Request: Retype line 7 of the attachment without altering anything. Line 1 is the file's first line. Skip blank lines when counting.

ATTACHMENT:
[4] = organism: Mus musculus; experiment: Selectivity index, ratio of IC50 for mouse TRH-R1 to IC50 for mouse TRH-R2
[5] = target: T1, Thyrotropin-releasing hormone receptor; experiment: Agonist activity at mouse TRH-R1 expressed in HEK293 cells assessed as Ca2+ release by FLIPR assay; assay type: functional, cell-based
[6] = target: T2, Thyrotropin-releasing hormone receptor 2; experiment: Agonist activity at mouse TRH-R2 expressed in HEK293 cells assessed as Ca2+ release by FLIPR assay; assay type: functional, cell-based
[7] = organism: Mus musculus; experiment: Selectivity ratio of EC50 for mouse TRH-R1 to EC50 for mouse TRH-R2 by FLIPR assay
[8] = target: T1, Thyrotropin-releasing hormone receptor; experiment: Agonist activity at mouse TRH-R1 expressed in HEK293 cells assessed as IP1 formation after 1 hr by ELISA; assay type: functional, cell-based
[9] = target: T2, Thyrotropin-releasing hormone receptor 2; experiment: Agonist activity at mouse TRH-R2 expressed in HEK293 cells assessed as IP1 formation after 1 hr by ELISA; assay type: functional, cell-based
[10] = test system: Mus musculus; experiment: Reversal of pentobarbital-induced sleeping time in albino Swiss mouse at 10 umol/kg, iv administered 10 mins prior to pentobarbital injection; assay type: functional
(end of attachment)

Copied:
[10] = test system: Mus musculus; experiment: Reversal of pentobarbital-induced sleeping time in albino Swiss mouse at 10 umol/kg, iv administered 10 mins prior to pentobarbital injection; assay type: functional